It's been awhile since I looked at the Johns Hopkins worldwide map. It's interesting to see how it looks now, thinking about back when the numbers were closer to 400,000 worldwide. We're over 10 million now around the world. At the same time, the Washington Post interviewed the researchers behind it (article here). They quote the director, “This is the first time data has been such a central part of the narrative,” said Beth Blauer, the executive director of Johns Hopkins University’s Centers for Civic Impact. “The human connection — I think we need more of that in the larger national narrative. It just feels like the compassion is getting lost.” A good point to remember.

The New York Times with great graphics on how the virus spread around the country, analyzing travel patterns and more. Hindsight is 2020.

The Guardian: Coronavirus "long-haulers" show us how little we know about the virus. Historically, Native Americans have been grossly undercounted in the census, and the pandemic threatens to drive the count down even further given both historical mistrust and the inability of census workers to assess rural and tribal nation dwellers door-to-door. “If you want to have a worst case scenario on doing a census count in any state in Indian country, it’s now,” says OJ Semans, co-director of the Native American voting rights organization Four Directions and a member of the Rosebud Sioux tribe. “Everything that can actually happen to give us an undercount is happening now.”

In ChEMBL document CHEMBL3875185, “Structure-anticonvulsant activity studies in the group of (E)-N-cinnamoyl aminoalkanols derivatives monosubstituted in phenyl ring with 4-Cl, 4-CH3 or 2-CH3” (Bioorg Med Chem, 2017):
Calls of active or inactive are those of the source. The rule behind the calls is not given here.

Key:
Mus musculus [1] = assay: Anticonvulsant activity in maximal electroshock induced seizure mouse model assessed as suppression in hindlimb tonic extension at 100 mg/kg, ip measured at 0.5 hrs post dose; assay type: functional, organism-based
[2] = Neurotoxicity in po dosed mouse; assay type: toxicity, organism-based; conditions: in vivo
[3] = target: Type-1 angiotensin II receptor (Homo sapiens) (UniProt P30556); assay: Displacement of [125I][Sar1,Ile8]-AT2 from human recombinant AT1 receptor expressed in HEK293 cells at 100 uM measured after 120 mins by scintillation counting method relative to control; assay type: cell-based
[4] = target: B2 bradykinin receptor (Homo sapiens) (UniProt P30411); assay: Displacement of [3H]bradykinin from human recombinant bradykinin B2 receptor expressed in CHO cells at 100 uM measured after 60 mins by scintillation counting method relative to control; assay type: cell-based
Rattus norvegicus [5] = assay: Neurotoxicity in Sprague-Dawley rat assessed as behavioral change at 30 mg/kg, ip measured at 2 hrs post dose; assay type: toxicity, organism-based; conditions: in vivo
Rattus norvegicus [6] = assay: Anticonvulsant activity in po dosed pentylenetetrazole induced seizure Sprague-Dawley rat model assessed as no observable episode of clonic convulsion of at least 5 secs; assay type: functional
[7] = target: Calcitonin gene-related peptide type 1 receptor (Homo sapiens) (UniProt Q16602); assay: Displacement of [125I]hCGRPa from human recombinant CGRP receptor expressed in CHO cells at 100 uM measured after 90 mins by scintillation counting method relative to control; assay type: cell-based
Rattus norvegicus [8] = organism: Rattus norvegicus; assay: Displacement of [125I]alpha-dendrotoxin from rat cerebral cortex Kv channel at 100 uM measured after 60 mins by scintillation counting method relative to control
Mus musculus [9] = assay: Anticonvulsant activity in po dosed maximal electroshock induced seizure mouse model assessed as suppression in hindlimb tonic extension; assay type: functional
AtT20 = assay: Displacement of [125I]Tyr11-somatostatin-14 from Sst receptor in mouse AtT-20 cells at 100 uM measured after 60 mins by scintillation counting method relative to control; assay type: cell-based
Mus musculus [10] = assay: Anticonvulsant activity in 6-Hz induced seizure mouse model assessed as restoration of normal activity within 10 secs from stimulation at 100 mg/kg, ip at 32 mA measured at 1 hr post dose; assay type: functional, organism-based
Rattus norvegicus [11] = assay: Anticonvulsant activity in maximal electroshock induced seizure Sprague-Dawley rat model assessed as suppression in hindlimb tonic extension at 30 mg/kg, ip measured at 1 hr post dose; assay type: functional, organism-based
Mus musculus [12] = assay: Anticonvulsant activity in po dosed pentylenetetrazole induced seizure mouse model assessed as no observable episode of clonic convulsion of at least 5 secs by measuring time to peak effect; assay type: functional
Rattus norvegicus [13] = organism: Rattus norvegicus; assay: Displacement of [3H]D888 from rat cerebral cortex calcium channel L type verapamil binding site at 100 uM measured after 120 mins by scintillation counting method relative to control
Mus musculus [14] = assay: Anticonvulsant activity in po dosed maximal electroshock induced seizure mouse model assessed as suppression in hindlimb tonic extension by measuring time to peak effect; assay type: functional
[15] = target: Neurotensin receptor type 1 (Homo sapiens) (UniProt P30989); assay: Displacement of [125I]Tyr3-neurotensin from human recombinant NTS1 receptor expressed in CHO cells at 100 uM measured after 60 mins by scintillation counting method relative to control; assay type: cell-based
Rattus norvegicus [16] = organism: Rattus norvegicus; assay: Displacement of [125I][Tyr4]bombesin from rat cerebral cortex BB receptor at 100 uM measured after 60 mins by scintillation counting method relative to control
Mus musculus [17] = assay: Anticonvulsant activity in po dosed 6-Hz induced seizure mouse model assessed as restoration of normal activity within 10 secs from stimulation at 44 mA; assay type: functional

This New York Times article discusses the challenges of the pandemic on queer youth (mental health impacts with losing support networks, depression, and the challenge of quarantining and relying on caregivers who may not accept them).

StatNews: Learning from Taiwan, who has 1200 times fewer deaths than the US, and a strong telemedicine health infrastructure.

State Guidance

All reopening guidelines can be found here.

Here is the Safe Start Plan for K-12 Schools, and a new guidance document for colleges and universities.

Locally, Everett's Getting to Safe Guide is a great resource. It's now available in Spanish and Russian, as well.